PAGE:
Where Gringos Don’t Belong (excerpt)

Posted on May 20, 2015


The woman at the end of the table jerked her head towards the lawyers as though she’d just been slapped. Slightly built, sharp featured, intense, she’d worked for a travel agency in the Centro Historico that George noticed hadn’t reopened since the Night of Horror.

“Authorities? Yes. Several of us tried to dodge around the grenadiers with their shields and gas masks to plead with them stop firing their pistols and teargas and let those running away disperse but instead, as I begged one of them to listen to me two federal police grabbed me from behind, threw me against a wall and tied my hands together behind my neck.”

She went on to detail her arrest—cell phone, money, purse stolen, shoes ripped off, shoved, kicked, threatened with rape, with having the nipples cut off her breasts, with never seeing anyone from her family again. Claudi reached for George’s hand and cursed under her breath as she listened.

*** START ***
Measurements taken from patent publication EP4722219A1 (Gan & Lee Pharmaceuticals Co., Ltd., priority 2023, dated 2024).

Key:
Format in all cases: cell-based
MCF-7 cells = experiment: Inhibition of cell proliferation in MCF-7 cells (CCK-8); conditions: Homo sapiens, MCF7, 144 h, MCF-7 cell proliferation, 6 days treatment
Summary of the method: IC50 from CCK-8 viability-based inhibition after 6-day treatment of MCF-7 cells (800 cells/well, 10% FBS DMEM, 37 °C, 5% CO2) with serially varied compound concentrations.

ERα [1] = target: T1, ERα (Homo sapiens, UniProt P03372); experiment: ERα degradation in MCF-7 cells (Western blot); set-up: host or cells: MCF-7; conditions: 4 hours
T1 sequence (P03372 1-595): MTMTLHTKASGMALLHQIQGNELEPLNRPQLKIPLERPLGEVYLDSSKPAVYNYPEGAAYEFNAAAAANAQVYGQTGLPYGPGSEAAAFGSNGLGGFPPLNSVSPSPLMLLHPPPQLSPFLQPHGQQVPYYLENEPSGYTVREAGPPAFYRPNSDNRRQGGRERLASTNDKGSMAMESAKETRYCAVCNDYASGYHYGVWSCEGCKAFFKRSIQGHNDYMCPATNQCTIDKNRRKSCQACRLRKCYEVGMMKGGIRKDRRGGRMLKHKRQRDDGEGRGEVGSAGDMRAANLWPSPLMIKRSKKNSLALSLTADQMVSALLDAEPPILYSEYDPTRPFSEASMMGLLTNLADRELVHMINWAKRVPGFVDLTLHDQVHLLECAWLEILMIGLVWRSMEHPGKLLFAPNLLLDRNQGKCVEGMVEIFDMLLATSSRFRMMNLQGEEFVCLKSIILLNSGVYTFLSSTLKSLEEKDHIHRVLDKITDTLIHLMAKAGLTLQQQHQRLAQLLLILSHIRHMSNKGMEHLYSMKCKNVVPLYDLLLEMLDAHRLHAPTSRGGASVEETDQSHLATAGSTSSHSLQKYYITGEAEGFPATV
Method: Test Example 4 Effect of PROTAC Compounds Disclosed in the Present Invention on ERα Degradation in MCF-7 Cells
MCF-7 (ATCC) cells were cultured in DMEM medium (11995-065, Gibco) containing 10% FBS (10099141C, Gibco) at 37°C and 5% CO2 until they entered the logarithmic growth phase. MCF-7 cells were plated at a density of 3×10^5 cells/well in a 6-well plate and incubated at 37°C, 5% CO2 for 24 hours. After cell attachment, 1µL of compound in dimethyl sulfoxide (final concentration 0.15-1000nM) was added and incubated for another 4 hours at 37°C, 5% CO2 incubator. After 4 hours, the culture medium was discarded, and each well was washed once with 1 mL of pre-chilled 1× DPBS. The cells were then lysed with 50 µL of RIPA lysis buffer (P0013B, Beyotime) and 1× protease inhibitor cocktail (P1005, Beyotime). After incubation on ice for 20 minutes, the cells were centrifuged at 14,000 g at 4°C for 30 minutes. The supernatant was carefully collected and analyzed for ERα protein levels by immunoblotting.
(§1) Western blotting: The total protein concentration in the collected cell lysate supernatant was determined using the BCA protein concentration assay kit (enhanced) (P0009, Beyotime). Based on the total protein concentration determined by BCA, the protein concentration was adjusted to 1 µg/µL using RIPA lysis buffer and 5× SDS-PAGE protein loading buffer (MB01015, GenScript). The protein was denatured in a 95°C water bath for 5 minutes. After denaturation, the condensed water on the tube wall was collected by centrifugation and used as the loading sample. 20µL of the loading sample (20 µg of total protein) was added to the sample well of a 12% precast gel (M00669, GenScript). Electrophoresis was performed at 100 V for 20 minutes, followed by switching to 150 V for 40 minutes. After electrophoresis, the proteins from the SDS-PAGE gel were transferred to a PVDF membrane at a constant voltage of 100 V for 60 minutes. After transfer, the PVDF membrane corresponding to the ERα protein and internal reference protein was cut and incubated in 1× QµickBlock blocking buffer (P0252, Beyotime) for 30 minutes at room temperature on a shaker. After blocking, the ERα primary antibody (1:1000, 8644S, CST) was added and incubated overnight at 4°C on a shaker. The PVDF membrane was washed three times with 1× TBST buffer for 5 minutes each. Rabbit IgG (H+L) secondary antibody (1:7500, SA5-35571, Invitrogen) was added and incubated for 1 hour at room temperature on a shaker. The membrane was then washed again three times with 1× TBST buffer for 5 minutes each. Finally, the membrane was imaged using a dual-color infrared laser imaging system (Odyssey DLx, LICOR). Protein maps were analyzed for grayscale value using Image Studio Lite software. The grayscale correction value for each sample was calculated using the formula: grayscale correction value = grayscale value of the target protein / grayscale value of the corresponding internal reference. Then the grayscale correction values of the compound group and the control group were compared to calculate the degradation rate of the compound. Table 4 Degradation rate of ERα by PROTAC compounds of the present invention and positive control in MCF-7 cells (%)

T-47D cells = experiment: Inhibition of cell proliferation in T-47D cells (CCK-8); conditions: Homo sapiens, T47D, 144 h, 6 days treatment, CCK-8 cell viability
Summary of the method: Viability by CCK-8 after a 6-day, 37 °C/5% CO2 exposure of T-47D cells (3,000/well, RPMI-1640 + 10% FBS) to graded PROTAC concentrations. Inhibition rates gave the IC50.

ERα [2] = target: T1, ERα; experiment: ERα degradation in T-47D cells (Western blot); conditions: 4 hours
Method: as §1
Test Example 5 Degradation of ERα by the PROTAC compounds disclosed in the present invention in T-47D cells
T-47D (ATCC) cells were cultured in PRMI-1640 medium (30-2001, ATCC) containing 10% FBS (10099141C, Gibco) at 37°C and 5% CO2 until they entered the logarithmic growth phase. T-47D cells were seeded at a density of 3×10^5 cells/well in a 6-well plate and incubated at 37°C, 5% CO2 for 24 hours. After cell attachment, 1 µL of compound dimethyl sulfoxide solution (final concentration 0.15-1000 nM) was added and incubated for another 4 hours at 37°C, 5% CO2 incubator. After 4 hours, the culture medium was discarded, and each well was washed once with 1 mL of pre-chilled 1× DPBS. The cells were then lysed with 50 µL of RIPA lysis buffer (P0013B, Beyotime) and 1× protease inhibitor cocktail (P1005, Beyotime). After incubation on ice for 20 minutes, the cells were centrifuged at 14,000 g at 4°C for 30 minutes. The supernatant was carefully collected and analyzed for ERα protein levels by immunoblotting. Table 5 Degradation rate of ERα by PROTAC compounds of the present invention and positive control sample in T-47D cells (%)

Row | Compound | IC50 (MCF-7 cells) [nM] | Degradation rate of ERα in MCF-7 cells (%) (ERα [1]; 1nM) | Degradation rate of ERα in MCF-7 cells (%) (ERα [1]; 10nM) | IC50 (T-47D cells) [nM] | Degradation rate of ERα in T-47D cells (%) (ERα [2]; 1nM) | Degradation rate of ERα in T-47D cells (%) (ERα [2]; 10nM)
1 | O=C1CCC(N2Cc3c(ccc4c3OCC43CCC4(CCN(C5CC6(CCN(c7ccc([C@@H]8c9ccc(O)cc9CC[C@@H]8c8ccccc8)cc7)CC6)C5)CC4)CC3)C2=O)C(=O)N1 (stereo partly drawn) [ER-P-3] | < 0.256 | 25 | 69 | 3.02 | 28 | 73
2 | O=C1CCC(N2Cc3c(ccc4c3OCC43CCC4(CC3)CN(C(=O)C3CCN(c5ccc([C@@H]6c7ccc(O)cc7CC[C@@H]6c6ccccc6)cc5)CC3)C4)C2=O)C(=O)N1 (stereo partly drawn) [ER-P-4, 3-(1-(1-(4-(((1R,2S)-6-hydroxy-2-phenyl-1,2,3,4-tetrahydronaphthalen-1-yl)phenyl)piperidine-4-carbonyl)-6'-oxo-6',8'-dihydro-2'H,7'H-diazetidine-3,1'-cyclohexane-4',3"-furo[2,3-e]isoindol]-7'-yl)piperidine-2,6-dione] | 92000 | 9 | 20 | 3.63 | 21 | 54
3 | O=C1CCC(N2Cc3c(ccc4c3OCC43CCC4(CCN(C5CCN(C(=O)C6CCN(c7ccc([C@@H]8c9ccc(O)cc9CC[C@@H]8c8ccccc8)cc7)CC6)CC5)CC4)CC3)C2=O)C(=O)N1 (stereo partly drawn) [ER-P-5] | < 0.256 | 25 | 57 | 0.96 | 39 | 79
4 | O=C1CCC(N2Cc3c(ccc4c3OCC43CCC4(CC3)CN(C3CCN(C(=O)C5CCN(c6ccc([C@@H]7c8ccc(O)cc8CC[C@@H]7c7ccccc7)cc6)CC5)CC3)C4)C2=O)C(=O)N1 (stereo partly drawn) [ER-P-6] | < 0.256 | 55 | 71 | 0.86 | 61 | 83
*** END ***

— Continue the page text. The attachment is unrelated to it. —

Another of the Coordinadora women verified the account, adding that she had evaded arrest when a terrified shop owner pulled her and several others inside his tiny artesanias business and locked and barred the door. She said that she’d seen soldiers and police responding to orders given them over the cell phones pressed against their ears and added that residents had reported that a number of infiltrators wearing Popular Assembly shirts and carrying homemade skyrocket launchers had gathered near a little park to drink beer and joke with police in one of their white pickups.


Posted in: Fiction